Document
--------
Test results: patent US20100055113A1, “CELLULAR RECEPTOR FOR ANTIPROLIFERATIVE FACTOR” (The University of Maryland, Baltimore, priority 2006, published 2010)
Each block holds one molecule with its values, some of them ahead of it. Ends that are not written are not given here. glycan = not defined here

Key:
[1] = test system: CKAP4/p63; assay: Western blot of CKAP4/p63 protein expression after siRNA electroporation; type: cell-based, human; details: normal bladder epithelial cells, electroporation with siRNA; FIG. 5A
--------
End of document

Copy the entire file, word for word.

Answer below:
Test results: patent US20100055113A1, “CELLULAR RECEPTOR FOR ANTIPROLIFERATIVE FACTOR” (The University of Maryland, Baltimore, priority 2006, published 2010)
Each block holds one molecule with its values, some of them ahead of it. Ends that are not written are not given here. glycan = not defined here

Key:
[1] = test system: CKAP4/p63; assay: Western blot of CKAP4/p63 protein expression after siRNA electroporation; type: cell-based, human; details: normal bladder epithelial cells, electroporation with siRNA; FIG. 5A